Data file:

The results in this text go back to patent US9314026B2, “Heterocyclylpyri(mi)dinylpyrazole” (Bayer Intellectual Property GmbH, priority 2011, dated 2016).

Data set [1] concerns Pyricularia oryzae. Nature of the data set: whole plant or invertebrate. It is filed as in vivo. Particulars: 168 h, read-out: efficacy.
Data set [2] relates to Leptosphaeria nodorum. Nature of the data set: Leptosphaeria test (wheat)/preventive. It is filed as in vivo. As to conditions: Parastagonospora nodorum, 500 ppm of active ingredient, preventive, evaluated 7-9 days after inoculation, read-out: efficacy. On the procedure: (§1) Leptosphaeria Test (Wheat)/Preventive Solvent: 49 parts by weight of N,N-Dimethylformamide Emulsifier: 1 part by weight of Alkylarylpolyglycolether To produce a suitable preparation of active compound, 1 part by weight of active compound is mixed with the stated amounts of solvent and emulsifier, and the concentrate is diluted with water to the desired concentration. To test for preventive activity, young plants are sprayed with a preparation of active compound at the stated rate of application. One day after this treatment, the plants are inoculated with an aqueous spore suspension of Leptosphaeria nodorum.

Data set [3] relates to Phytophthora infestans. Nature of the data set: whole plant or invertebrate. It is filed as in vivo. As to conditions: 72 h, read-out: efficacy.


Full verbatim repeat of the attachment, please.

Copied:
The results in this text go back to patent US9314026B2, “Heterocyclylpyri(mi)dinylpyrazole” (Bayer Intellectual Property GmbH, priority 2011, dated 2016).

Data set [1] concerns Pyricularia oryzae. Nature of the data set: whole plant or invertebrate. It is filed as in vivo. Particulars: 168 h, read-out: efficacy.
Data set [2] relates to Leptosphaeria nodorum. Nature of the data set: Leptosphaeria test (wheat)/preventive. It is filed as in vivo. As to conditions: Parastagonospora nodorum, 500 ppm of active ingredient, preventive, evaluated 7-9 days after inoculation, read-out: efficacy. On the procedure: (§1) Leptosphaeria Test (Wheat)/Preventive Solvent: 49 parts by weight of N,N-Dimethylformamide Emulsifier: 1 part by weight of Alkylarylpolyglycolether To produce a suitable preparation of active compound, 1 part by weight of active compound is mixed with the stated amounts of solvent and emulsifier, and the concentrate is diluted with water to the desired concentration. To test for preventive activity, young plants are sprayed with a preparation of active compound at the stated rate of application. One day after this treatment, the plants are inoculated with an aqueous spore suspension of Leptosphaeria nodorum.

Data set [3] relates to Phytophthora infestans. Nature of the data set: whole plant or invertebrate. It is filed as in vivo. As to conditions: 72 h, read-out: efficacy.